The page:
Netflix recently debuted the brand new series The Curious Creations of Christine McConnell, and after binging the first six episodes (I was hooked by the end of episode one), I knew not only had I found a show that featured something of a kindred spirit in the crafty McConnell (if you’ve seen the many years of my DIY Halloween-related posts here on Daily Dead, this isn’t really news), but I also really loved this wonderfully bizarre storyline that is carried throughout this first season, as well as her adorable puppet co-stars, including Rose, Edgar, and Rankle the mummified cat.

I recently had the pleasure of speaking with McConnell about her new show, and she discussed how she was able to utilize her lifelong love of creativity for the Netflix series, getting used to an assortment of new experiences while making The Curious Creations of Christine McConnell, her Halloween traditions, and more.

Your show has been a delightfully weird detraction for me this month, especially with everything going, but congratulations on creating such a charming but offbeat experience for viewers. I did a little digging around into your background and saw that creativity has long been a passion of yours. Can you talk a little bit about your creative inclinations and how you were able to turn them into this really weird, quirky show that I already want more of? 

Christine McConnell: Well, that's a good reaction [laughs]. Ever since I was a little kid, I used to squirrel myself away in a room and do projects all the time. I would bring them down to the living room and show everybody for the "oohs and ahhs." I loved the reaction that you get from people enjoying something that you've made and this is the same thing. I'm the same person as I was then; now I’m just creating on a very big scale that I never saw coming.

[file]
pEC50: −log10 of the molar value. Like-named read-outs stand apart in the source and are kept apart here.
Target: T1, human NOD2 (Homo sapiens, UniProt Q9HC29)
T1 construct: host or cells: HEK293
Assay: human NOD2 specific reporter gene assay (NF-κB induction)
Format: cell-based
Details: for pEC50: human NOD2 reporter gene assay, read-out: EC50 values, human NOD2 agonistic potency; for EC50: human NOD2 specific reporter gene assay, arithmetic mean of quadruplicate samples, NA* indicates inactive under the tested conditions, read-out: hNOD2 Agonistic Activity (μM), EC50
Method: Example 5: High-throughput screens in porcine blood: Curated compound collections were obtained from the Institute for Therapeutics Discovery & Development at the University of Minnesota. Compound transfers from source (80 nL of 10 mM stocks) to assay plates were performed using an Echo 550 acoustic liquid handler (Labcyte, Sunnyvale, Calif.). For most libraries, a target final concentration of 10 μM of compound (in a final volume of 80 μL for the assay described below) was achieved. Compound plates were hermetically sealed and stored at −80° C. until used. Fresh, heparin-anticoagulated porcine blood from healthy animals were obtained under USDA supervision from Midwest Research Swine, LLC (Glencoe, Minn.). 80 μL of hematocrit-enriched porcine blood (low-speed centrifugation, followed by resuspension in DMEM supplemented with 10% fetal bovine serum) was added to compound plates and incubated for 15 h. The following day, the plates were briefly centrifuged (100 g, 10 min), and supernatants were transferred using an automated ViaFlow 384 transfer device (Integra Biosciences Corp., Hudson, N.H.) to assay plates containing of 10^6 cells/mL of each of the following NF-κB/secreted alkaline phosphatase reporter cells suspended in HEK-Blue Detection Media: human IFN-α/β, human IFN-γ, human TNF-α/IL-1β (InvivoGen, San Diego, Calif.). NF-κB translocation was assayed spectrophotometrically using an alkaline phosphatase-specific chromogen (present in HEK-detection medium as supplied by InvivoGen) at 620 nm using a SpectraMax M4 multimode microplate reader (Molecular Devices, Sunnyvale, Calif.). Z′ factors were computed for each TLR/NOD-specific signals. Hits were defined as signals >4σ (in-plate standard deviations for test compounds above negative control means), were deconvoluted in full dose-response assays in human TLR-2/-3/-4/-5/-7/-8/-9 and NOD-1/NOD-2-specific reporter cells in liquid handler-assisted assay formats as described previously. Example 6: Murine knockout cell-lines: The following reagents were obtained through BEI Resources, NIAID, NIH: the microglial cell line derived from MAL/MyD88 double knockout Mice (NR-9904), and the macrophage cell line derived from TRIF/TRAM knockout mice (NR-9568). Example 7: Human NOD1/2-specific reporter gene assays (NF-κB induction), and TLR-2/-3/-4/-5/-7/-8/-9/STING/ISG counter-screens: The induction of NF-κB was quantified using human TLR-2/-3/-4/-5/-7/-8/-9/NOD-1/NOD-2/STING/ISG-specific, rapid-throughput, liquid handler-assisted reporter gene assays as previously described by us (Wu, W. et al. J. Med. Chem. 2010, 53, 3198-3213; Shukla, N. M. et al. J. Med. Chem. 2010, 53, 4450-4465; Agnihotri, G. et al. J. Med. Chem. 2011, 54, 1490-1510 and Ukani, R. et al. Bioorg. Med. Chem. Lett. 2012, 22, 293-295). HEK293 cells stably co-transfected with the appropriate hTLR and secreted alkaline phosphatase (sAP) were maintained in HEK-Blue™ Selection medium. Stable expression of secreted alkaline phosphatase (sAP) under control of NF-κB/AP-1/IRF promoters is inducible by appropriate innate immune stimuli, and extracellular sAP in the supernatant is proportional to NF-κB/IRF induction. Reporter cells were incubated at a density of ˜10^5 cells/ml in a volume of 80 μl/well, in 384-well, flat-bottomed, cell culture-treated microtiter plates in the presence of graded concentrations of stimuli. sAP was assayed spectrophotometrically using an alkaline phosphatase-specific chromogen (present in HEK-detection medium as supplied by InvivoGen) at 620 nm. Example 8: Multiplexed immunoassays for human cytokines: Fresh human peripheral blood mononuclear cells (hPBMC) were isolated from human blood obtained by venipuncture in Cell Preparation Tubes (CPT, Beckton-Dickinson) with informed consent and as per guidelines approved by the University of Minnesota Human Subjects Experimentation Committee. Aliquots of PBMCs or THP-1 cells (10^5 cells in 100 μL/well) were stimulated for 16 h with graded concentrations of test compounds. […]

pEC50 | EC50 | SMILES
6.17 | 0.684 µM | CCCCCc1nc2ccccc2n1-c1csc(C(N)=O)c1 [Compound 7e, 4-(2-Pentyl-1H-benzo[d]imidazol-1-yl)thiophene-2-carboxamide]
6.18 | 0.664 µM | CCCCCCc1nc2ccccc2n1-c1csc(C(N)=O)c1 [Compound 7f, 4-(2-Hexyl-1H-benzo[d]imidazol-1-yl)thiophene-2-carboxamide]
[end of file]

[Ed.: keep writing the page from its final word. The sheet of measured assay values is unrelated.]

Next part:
Some folks have called this a “cooking show,” but I don't feel like that does the show justice at all because you have storylines going through these different episodes, and you're also doing sewing and craft projects, helpful tips for around the house, and other things, too, which I thought was really cool. Had you always intended to merge all these different creative avenues into this one project from the beginning?

Christine McConnell: Well, I personally really love Martha Stewart. I wasn't that familiar with her growing up. I don't think I grew up in a Martha Stewart house. But then, probably a few years ago, I started watching some of her early videos and seeing how she is such an amazingly hard-working person. Seeing all of the different crafts that she tackled and how inventive a lot of them were, I think that inspired me. While we were working out the show, I realized that I wanted to tackle a lot of different things, not just food, because all of this, to me, is really about creating a higher world around yourself.

And for me personally, I spent a really good portion of my life waiting for things to happen for me and finally I hit a wall. I was like, "Oh!" And I realized that you have to be your own Santa Claus. You really have to figure out, especially if you're on a budget, which I've always been, how to decorate the world around you and make all of these things happen if you want that. Because nobody's just standing around, waiting to hand things out to you.

Did you know from the beginning when you started to put together the particulars of the series that you’d also be working with these beautiful, oddball creatures throughout the episodes, too?

Christine McConnell: I would say going into it initially, I didn't know. I did not know what the show was going to be. I'd been approached about doing a reality show, which wasn't really what I had wanted to do, because I do like magic and that doesn't really live in the world of reality. So, I had been fielding a lot of offers, and then I met with Jessica Grimshaw at Wilshire Studios, which is affiliated with NBC Universal, and I just really, really liked her and we started brainstorming different options together. And she's the one who mentioned Henson [Studios].